Larger, established bodies of water get a lot of attention from walleye anglers, but there are a few areas in the country that really stand out to me for having numerous small lake fishing opportunities that are top notch. Biggest challenge of finding good walleye fishing on some smaller bodies of water is finding which lake to fish. The reality is that for most small lakes, there are few good maps available. You might find that actually creating your own lake maps for walleyes just got a lot easier. Logging sonar data and creating your own map has long been possible but very time consuming with some fairly expensive equipment and some know how. One new piece of technology that is really going to change how we fish small lakes is actually a couple of Apps on your cell phone if you use iPhone or Android. The Sonar Phone is a free App that requires installing a WiFi signal transducer manufactured by Vexilar that has a retail price of less than a couple hundred bucks.
Video showing Apps in action can be found at: https://www.youtube.com/watch?v=RzRd6MA7XV0
After you upload the Sonar Phone App, you also upload the Navionics GPS Mapping App, which costs about fifteen dollars. Navionics has a new feature that offers a live chart update using the Sonar Phone. You basically make a map as you fish. The more you fish a lake, the better and more detailed your custom map becomes. What is nice about this technology is that it is cheap and easy; all you have to do is have your apps running as you fish. I have gotten into the habit of wearing my iPhone right on my wrist as I fish so that I always have my sonar in front of me no matter where I am standing in the boat.
The other challenge is breaking down a lake fast to find fish. The prairie dish bowl lakes of the Glacial Lakes Region of South Dakota along with the new lakes in central North Dakota are just that… dish bowl lakes with little structure across the basin. For much of the year, you can’t go wrong working the shoreline. Shoreline contours that have the right depth profile combining either weeds or a harder bottom like sand, gravel or rock often hold walleyes for much of the year. Another top location is any saddle that was basically a high spot between two potholes when the water was lower. Submerged roadbeds and points are other good locations. At times, fish will randomly scatter across these basins but any structure present can be a calling card for walleye.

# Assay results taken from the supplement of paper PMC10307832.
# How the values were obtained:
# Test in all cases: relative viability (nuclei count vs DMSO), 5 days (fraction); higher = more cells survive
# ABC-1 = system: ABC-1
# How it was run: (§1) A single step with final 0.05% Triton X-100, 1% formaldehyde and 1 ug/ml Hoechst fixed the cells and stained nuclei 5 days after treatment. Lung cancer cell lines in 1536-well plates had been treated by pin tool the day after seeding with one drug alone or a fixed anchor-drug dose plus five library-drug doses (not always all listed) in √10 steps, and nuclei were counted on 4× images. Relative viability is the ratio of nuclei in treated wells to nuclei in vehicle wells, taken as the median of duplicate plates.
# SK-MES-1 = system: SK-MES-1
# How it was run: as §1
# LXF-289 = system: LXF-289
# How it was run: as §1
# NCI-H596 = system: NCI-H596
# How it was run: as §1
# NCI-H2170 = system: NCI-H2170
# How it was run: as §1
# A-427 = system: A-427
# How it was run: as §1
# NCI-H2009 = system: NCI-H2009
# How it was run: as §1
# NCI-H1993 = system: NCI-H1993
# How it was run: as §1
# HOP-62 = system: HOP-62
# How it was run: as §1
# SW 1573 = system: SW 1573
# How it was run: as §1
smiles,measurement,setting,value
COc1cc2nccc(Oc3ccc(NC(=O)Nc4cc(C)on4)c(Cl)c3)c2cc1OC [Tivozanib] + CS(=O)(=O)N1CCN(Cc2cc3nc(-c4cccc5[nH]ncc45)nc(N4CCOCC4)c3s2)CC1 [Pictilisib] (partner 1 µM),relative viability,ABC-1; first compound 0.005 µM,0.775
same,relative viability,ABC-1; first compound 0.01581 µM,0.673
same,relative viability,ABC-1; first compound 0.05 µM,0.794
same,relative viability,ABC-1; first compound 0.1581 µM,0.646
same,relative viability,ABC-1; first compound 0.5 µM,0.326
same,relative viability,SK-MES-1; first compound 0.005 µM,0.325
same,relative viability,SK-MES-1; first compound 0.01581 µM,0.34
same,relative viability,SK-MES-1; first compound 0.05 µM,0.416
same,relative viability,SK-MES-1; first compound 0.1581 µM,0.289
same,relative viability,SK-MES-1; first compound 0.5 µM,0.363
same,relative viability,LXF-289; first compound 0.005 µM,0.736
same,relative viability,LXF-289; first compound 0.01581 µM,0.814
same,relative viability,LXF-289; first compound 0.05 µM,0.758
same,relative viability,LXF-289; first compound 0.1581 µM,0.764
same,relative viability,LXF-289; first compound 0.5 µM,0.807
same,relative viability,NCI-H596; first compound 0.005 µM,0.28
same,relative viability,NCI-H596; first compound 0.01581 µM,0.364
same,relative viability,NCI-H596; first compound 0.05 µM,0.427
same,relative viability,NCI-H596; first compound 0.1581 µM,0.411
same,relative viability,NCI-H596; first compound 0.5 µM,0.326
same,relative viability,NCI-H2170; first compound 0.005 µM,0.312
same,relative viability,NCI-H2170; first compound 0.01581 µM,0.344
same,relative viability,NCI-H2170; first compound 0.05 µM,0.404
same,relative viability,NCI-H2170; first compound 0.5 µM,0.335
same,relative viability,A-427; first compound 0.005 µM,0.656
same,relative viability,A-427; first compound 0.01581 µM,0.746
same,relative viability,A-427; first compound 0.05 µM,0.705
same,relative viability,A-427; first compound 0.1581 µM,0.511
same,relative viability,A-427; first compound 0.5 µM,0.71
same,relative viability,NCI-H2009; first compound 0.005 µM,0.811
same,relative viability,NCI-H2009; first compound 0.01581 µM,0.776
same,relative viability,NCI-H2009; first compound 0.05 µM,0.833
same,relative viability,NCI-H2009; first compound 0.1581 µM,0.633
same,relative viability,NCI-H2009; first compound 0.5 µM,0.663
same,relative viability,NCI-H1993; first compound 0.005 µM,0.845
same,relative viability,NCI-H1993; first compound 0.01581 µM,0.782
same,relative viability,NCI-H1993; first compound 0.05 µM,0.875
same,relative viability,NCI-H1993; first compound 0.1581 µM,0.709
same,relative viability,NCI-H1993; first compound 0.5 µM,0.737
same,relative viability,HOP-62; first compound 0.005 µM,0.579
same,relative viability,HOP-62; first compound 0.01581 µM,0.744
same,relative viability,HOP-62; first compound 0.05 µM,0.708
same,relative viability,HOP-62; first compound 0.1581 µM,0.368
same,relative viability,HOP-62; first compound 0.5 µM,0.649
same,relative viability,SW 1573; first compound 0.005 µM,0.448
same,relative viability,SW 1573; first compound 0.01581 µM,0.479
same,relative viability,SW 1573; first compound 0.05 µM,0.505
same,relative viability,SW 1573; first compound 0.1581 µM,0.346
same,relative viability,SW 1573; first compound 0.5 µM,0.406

In my opinion, the Glacial Lakes Region of South Dakota is as good as fishing gets. There are also many small lakes in central and southern North Dakota that are similar by design. If you look at a map of North Dakota between Bismarck and Jamestown and look north and south of the interstate by about seventy miles, you are looking at a lot of untapped walleyes. Ottertail and Becker Counties in western Minnesota are fun, but there are hidden treasures all across the Midwest. The DNR or Game and Fish websites are helpful resources for each respective state, where net surveys and stocking reports can help you find some of these under the radar gems.